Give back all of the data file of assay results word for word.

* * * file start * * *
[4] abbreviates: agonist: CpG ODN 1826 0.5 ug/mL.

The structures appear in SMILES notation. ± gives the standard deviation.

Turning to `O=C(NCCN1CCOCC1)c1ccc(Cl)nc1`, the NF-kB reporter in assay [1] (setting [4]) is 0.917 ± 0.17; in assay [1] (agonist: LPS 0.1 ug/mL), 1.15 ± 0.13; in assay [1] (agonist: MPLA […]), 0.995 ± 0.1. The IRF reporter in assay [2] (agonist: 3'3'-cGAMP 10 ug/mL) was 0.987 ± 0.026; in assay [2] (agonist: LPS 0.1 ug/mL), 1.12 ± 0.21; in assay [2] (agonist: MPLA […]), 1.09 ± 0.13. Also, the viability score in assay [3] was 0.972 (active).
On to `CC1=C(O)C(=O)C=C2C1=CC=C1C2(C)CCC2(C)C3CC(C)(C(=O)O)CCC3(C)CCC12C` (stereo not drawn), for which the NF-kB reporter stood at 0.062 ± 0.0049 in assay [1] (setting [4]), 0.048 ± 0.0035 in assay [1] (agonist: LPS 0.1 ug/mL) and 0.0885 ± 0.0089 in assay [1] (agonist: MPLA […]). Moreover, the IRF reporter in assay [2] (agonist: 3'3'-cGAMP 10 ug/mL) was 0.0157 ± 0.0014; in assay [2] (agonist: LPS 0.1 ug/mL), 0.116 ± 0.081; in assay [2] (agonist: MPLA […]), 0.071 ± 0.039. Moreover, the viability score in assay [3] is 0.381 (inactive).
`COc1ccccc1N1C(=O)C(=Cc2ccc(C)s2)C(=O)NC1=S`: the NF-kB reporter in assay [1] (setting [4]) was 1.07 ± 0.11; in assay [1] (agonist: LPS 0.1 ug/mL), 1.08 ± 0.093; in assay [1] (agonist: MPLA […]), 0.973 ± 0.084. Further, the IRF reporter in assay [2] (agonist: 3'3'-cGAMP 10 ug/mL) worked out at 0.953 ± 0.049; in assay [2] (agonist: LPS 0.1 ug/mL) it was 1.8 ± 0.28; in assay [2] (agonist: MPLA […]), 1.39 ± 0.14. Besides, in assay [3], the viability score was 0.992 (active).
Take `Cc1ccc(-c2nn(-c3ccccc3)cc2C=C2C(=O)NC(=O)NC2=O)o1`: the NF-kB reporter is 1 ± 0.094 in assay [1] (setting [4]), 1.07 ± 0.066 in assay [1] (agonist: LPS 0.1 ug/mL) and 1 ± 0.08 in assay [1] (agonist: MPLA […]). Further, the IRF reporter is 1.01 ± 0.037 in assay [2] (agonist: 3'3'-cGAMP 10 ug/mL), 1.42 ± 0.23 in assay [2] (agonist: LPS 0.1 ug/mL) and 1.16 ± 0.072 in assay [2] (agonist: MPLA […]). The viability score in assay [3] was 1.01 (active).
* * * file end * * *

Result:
[4] abbreviates: agonist: CpG ODN 1826 0.5 ug/mL.

The structures appear in SMILES notation. ± gives the standard deviation.

Turning to `O=C(NCCN1CCOCC1)c1ccc(Cl)nc1`, the NF-kB reporter in assay [1] (setting [4]) is 0.917 ± 0.17; in assay [1] (agonist: LPS 0.1 ug/mL), 1.15 ± 0.13; in assay [1] (agonist: MPLA […]), 0.995 ± 0.1. The IRF reporter in assay [2] (agonist: 3'3'-cGAMP 10 ug/mL) was 0.987 ± 0.026; in assay [2] (agonist: LPS 0.1 ug/mL), 1.12 ± 0.21; in assay [2] (agonist: MPLA […]), 1.09 ± 0.13. Also, the viability score in assay [3] was 0.972 (active).
On to `CC1=C(O)C(=O)C=C2C1=CC=C1C2(C)CCC2(C)C3CC(C)(C(=O)O)CCC3(C)CCC12C` (stereo not drawn), for which the NF-kB reporter stood at 0.062 ± 0.0049 in assay [1] (setting [4]), 0.048 ± 0.0035 in assay [1] (agonist: LPS 0.1 ug/mL) and 0.0885 ± 0.0089 in assay [1] (agonist: MPLA […]). Moreover, the IRF reporter in assay [2] (agonist: 3'3'-cGAMP 10 ug/mL) was 0.0157 ± 0.0014; in assay [2] (agonist: LPS 0.1 ug/mL), 0.116 ± 0.081; in assay [2] (agonist: MPLA […]), 0.071 ± 0.039. Moreover, the viability score in assay [3] is 0.381 (inactive).
`COc1ccccc1N1C(=O)C(=Cc2ccc(C)s2)C(=O)NC1=S`: the NF-kB reporter in assay [1] (setting [4]) was 1.07 ± 0.11; in assay [1] (agonist: LPS 0.1 ug/mL), 1.08 ± 0.093; in assay [1] (agonist: MPLA […]), 0.973 ± 0.084. Further, the IRF reporter in assay [2] (agonist: 3'3'-cGAMP 10 ug/mL) worked out at 0.953 ± 0.049; in assay [2] (agonist: LPS 0.1 ug/mL) it was 1.8 ± 0.28; in assay [2] (agonist: MPLA […]), 1.39 ± 0.14. Besides, in assay [3], the viability score was 0.992 (active).
Take `Cc1ccc(-c2nn(-c3ccccc3)cc2C=C2C(=O)NC(=O)NC2=O)o1`: the NF-kB reporter is 1 ± 0.094 in assay [1] (setting [4]), 1.07 ± 0.066 in assay [1] (agonist: LPS 0.1 ug/mL) and 1 ± 0.08 in assay [1] (agonist: MPLA […]). Further, the IRF reporter is 1.01 ± 0.037 in assay [2] (agonist: 3'3'-cGAMP 10 ug/mL), 1.42 ± 0.23 in assay [2] (agonist: LPS 0.1 ug/mL) and 1.16 ± 0.072 in assay [2] (agonist: MPLA […]). The viability score in assay [3] was 1.01 (active).